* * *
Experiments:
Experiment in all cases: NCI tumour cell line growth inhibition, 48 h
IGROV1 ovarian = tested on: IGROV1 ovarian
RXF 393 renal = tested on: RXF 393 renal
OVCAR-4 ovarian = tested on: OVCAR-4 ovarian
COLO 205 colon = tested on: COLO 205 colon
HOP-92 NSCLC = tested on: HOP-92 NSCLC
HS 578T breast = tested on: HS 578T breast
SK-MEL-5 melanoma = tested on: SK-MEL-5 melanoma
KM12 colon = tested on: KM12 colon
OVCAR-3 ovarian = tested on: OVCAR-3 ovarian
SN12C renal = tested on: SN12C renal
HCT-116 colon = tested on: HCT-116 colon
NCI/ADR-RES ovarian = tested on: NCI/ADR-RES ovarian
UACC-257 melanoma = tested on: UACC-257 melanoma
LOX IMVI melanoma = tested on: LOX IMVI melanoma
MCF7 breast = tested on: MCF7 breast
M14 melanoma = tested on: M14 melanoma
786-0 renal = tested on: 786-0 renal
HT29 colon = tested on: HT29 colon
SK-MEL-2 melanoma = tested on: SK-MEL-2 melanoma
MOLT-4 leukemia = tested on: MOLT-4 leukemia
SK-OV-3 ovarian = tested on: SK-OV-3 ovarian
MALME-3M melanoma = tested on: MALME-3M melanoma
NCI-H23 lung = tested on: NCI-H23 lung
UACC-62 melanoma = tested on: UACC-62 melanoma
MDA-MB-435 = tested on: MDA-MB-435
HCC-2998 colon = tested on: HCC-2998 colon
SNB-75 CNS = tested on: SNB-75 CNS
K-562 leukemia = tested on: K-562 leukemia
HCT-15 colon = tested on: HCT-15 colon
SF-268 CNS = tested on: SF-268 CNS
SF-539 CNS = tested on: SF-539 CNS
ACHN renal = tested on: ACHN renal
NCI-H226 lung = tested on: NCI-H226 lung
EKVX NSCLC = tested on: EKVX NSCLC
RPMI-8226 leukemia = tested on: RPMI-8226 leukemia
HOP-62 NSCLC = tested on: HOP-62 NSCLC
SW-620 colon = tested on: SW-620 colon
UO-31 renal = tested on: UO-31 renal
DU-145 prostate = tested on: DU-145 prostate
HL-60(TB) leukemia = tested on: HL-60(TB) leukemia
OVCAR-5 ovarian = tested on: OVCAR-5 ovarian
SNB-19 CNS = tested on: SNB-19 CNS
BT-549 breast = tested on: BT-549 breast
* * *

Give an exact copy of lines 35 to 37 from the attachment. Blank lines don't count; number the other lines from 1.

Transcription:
NCI-H226 lung = tested on: NCI-H226 lung
EKVX NSCLC = tested on: EKVX NSCLC
RPMI-8226 leukemia = tested on: RPMI-8226 leukemia